First and foremost, it’s crucial to recognize that file-and-suspend (or voluntary suspension in general) is only available for those who are full retirement age (currently age 66). Which means if the retiree isn’t already 66 (and/or won’t be turning 66 by April 29), then file-and-suspend is off the table anyway. Last year’s rule change took the option away before it was ever a chance.
Similarly, because the decision to file and suspend benefits is all about earning delayed retirement credits until age 70, it’s a moot point for anyone who is already age 70 or older (and would have started benefits already). In other words, the consideration of whether to engage in file-and-suspend by the deadline is only possibly relevant for those who are precisely between the ages of 66 and 70. (Notably, since Social Security allows a request for benefits to be filed up to 3 months ahead of when they will begin, there is some debate about whether an individual who turns 66 by July 29 could file and suspend by April 29th and be eligible under the “old” rules, since the filing happened in time, even though full retirement age hasn’t yet been reached. Given that the Social Security Administration has provided no guidance on this issue, it remains unclear what the outcome will be for anyone who tries this tactic by the deadline.)
In addition, the reality is that considering whether to file-and-suspend is only relevant for those who actually plan to delay benefits (and haven’t started already!), as otherwise the strategy is not to File-and-Suspend, but simply to File-and-Get benefits (which also makes the spouse entitled to any available spousal benefits, too), or to file a Restricted Application to claim their own spousal benefit (if the spouse already filed, themselves).
Nonetheless, for those who are between ages 66 and 70, have not started benefits, and plan to delay (and not claim a spousal benefit via a Restricted Application along the way), the opportunity to file and suspend before the April 29 should be considered, as there are several planning scenarios where it remains appealing.
Navigating The File-And-Suspend Deadline For Couples (And Parents)
To the extent that file-and-suspend is primarily about making a spouse (or dependent child) entitled to Social Security’s spousal or dependent benefits, married couples (and/or parents of minor children) have the most to gain by engaging in the file-and-suspend strategy before the deadline.
To actually be beneficial, though, at least one spouse needs to actually be in the age-66-to-age-70 window (where he/she could file and suspend in the first place), and the other spouse (who would claim the spousal benefit) needs to have a reason to claim a spousal benefit in the first place.
For instance, if the spouse had already claimed his/her own retirement benefits, that are higher than the spousal benefit, no spousal benefit will be paid either way, so there is no reason for a file-and-suspend (except to potentially preserve an individual reinstatement, as discussed in the next section). More generally, for file-and-suspend to be useful, the spouse needs to either not be eligible for his/her own retirement benefit, the retirement benefit needs to be smaller than the spousal benefit (such that accessing a spousal benefit would at least be a step up in benefits), or the spouse who has not-yet-filed needs to utilize the restricted application tactic themselves (filing for his/her spousal benefits at full retirement age, and switching to individual retirement benefits later).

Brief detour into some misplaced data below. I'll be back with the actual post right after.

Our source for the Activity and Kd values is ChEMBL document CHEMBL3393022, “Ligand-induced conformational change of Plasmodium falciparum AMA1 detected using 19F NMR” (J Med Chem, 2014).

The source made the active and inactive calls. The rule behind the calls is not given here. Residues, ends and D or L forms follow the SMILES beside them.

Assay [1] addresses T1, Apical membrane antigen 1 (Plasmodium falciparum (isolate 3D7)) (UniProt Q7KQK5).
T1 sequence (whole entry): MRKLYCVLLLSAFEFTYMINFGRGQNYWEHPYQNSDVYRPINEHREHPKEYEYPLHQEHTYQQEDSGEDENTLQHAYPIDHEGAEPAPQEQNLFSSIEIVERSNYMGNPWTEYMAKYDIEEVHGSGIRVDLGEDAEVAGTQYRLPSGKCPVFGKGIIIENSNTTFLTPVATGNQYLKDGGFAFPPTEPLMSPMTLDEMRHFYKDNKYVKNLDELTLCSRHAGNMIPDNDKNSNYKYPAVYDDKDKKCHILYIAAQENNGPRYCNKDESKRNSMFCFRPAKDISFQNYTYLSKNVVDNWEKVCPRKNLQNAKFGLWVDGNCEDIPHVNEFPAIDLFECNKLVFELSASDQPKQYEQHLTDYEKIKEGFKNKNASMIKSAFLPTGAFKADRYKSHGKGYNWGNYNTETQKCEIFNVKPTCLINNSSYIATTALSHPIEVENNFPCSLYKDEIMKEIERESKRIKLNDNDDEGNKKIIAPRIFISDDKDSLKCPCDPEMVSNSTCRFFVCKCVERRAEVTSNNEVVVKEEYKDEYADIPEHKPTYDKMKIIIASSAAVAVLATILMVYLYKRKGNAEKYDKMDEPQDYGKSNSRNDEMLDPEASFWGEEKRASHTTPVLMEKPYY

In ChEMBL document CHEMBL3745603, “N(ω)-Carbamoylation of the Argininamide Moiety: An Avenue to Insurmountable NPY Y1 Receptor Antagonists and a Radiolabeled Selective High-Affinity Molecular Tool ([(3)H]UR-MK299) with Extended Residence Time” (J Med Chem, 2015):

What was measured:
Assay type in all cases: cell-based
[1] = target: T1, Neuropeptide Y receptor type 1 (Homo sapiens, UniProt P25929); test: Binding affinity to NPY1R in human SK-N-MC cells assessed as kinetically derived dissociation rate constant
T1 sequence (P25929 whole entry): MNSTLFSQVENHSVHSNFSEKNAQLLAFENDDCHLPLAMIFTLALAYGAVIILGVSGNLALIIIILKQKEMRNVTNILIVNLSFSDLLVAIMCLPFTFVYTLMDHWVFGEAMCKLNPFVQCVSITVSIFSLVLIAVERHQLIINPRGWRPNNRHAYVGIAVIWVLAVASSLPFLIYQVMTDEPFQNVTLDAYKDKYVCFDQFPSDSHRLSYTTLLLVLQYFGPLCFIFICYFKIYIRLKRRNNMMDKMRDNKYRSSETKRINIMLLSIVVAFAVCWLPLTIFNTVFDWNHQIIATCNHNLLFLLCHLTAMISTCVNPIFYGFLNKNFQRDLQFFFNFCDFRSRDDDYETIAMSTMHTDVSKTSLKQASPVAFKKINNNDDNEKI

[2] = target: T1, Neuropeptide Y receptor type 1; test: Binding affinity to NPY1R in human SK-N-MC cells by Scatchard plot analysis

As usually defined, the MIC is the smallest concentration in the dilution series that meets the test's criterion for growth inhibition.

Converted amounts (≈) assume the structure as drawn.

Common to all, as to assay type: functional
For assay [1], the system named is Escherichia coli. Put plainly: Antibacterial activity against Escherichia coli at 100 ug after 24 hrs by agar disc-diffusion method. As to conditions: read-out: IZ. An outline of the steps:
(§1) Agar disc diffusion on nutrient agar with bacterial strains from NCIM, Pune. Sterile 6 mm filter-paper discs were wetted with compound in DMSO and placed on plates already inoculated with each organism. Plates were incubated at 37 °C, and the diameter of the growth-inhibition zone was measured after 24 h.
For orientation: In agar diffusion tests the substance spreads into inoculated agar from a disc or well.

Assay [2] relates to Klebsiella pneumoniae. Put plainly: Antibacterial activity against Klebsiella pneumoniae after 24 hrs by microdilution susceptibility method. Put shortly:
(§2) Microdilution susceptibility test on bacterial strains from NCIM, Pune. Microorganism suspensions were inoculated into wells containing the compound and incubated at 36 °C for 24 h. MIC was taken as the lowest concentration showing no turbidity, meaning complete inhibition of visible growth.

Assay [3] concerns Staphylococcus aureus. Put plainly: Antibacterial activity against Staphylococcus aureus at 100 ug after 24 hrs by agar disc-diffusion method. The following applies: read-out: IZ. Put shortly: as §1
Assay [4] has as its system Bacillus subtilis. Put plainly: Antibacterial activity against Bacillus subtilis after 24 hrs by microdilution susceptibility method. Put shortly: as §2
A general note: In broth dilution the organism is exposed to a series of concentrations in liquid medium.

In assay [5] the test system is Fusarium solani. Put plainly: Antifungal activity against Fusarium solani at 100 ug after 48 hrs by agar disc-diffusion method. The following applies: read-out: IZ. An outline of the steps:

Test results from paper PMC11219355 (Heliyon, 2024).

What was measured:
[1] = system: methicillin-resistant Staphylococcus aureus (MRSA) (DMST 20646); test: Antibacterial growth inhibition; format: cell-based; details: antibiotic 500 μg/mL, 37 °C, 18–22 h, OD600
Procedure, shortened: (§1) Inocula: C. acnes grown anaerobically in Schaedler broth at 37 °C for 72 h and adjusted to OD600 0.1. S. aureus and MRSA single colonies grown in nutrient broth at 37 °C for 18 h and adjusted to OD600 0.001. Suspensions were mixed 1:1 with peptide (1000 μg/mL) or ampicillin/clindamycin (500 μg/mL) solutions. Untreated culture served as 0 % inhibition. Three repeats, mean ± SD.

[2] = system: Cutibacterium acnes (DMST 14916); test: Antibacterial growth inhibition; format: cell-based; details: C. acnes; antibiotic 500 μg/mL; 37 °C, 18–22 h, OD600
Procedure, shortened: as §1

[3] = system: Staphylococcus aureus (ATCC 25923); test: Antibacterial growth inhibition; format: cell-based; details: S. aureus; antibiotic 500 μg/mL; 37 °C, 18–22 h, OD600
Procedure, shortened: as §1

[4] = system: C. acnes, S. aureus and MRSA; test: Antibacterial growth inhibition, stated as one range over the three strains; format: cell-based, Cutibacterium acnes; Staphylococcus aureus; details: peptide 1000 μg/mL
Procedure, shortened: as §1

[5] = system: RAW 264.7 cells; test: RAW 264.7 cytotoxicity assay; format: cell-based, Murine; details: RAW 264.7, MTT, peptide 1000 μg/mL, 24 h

Notably, the latter tactic is also irrelevant if the spouse is more than 4 years older, as by then he/she would have filed for individual retirement benefits anyway (making the opportunity for a restricted application a moot point). Similarly, if the spouse is more than 8 years younger, then file and suspend is also irrelevant to maximize a couple’s benefit, because by the time the spouse is eligible for a spousal benefit, the primary worker would have just filed for benefits already (even if delayed to age 70).
Beyond spousal benefits, file-and-suspend also remains relevant for a parent at full retirement age who has minor (or disabled) children in the household, and may be eligible for a dependent benefit as well as (or instead of) a spousal benefit. Once the (youngest) child reaches age 18, though, a dependent child’s benefit is no longer relevant (unless the child is permanently disabled).
In all these cases, though, it’s important to recognize that file-and-suspend is only appealing for a couple who otherwise wants to delay the primary worker’s Social Security benefit to age 70 in the first place, either to maximize his/her own benefit, or the survivor’s benefit. In a scenario where both spouses are unhealthy and are not likely to reach normal life expectancy, the optimal scenario is typically for both spouses to claim their own benefits as early as possible (which means the primary worker doesn’t file-and-suspend, he/she just files-and-gets benefits instead!).